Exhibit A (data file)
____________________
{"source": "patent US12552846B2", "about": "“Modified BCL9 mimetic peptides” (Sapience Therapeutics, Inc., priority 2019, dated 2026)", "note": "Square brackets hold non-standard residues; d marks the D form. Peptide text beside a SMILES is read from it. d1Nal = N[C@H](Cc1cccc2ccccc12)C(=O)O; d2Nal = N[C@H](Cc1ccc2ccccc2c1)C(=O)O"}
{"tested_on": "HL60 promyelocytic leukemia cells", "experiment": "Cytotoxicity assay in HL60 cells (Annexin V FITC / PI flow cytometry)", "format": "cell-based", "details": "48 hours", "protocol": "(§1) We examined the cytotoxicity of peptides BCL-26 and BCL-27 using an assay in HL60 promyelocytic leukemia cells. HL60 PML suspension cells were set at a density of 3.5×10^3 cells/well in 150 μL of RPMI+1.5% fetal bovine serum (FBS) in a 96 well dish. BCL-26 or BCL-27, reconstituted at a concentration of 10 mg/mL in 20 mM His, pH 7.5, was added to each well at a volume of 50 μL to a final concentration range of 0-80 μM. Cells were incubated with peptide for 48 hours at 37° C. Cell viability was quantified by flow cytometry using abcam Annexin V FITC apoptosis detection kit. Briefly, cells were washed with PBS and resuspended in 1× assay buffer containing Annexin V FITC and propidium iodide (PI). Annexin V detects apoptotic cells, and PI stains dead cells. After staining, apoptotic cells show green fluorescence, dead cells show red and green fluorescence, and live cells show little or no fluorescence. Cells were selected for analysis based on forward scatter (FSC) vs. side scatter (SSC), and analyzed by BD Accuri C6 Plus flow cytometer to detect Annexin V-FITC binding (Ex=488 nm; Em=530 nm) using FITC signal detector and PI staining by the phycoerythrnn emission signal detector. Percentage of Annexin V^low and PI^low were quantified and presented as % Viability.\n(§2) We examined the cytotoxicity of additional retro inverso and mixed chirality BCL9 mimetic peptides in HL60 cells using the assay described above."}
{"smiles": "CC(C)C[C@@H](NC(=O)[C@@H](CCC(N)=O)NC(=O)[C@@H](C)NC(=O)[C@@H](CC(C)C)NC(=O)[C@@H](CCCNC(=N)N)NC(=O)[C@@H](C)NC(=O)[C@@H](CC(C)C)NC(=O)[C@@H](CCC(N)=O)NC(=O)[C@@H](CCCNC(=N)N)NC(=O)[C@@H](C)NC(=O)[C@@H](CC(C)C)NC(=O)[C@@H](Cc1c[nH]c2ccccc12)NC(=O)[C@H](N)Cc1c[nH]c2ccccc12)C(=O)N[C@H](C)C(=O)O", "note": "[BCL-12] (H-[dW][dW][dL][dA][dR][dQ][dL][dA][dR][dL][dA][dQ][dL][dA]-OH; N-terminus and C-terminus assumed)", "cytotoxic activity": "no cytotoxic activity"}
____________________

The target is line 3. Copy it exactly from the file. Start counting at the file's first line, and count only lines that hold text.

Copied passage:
{"smiles": "CC(C)C[C@@H](NC(=O)[C@@H](CCC(N)=O)NC(=O)[C@@H](C)NC(=O)[C@@H](CC(C)C)NC(=O)[C@@H](CCCNC(=N)N)NC(=O)[C@@H](C)NC(=O)[C@@H](CC(C)C)NC(=O)[C@@H](CCC(N)=O)NC(=O)[C@@H](CCCNC(=N)N)NC(=O)[C@@H](C)NC(=O)[C@@H](CC(C)C)NC(=O)[C@@H](Cc1c[nH]c2ccccc12)NC(=O)[C@H](N)Cc1c[nH]c2ccccc12)C(=O)N[C@H](C)C(=O)O", "note": "[BCL-12] (H-[dW][dW][dL][dA][dR][dQ][dL][dA][dR][dL][dA][dQ][dL][dA]-OH; N-terminus and C-terminus assumed)", "cytotoxic activity": "no cytotoxic activity"}